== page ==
Saturday, February 28, 2015


Every parent faces this moment at some point in their parenting career. We all dread it, fear it, and maybe, if we're really honest with ourselves: we look forward to it. Your young child looks at you with great longing, sighs, and says tearfully from the depths of their soul, "I wish I had a pet."

You can't breathe for a second. You fight with your own childhood baggage; how quickly you can go back to that time in the 2nd grade when a bunch of your friends had hamsters in their rooms, their very own rooms! and your dad proclaimed, "No rodents! Ever!"

You want to rush immediately to the pet store and purchase whatever little critter your child desires. You can imagine the delight on their small, upturned face. The joy! The responsibility beginning to bloom in their life! The lessons they'll learn! The-

And then you return to the actual present moment. You look around your five-year-old's room and notice things. Toys strewn all over the floor, pieces of half-eaten bagel squirreled away and stale as a rock. The fact that the child in question has been wearing the same pair of shorts in zero degree weather for the last 3 days; bedtime included. It dawns on you that YOU will likely end up doing most of the work, and even if you manage with all your parenting skill to groom your child into one who cares for their own little pet; even this tutelage will pull from your essentially non-existent energy stores.

Your next thought is, "Hell, no. No pets." Then you remember that you are getting a dog in about a year. You offer this dog as a consolation prize, but your typically developing five year old knows the dog is not a pet; the dog is slated for work for his older sister and he counters with this knowledge.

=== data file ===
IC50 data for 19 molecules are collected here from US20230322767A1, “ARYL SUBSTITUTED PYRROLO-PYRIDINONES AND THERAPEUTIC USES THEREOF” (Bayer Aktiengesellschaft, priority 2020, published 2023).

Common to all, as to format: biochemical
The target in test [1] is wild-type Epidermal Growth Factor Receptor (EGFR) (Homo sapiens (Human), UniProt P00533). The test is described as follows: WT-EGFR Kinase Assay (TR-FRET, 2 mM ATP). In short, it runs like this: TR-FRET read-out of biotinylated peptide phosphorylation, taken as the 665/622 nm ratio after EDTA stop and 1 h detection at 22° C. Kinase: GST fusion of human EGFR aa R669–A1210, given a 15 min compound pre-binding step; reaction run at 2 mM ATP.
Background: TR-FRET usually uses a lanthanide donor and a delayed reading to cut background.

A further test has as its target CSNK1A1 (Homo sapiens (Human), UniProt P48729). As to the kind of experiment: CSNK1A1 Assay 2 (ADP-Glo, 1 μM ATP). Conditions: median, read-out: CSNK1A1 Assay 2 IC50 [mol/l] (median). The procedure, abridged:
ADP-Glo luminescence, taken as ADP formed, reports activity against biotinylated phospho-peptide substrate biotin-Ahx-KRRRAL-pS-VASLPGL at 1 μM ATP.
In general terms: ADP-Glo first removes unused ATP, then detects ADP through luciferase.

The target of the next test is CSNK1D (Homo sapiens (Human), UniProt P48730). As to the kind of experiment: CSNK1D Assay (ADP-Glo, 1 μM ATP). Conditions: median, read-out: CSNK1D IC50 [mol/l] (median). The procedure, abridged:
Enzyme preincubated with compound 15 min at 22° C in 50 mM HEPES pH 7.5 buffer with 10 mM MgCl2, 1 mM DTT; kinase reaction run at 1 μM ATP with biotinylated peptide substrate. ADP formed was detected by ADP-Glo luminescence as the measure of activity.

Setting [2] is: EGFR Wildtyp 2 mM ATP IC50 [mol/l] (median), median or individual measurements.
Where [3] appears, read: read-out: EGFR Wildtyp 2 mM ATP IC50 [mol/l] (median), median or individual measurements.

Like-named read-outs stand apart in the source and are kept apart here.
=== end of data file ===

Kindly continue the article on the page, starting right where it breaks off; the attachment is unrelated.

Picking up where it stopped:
You feel stuck; most of this child's life has been spent taking his siblings to appointments, therapy, activities, things that are all orchestrated for them, and he has never actually complained in any way. You feel like, maybe a little pet would allow him to have a corner of something that is his alone. So you ask.

"What sort of pet would you like?" And the volley begins.
"A cat!" he returns.
"Well...a cat is not a good choice for our family because daddy would never breathe again."
"A dog!" he suggests.
"We're already getting one, and besides...they are a lot of work," I demure.
"Maybe...something small?" he ventures.
"No rodents. Ever," The voice of my father enters the conversation through my mouth. Incredible how that happens.

"What would you feel about a reptile? A nice turtle that lives in a small, glass cage and eats lettuce? I could handle helping you with that."
The child furrows his brow. "Mmm. No. Too slow."
"A frog?"
"Too bouncy."
"A lizard! That...doesn't eat live bugs. Maybe we could find one that doesn't eat bugs."
"A venomous one! I would like a venomous lizard!" He is triumphant.
"I is not...the best choice...."
"A Gila monster! I would like a Gila monster!"
"What do they eat?" I feel much trepidation.
"Just road runners," he replies simply.

he's probably really gentle. and legal to own.

Saturday, February 7, 2015

Simple Expectations

Are you listening to Invisibilia? You should be.

If you only listen to one episode, let is be this one. The central question is whether or not our expectations of others can have an impact on what they are physically able to do. Amazingly, they can. This idea has had my mind churning the last few weeks, turning it over, looking at it from every angle, contemplating what it could mean for my children.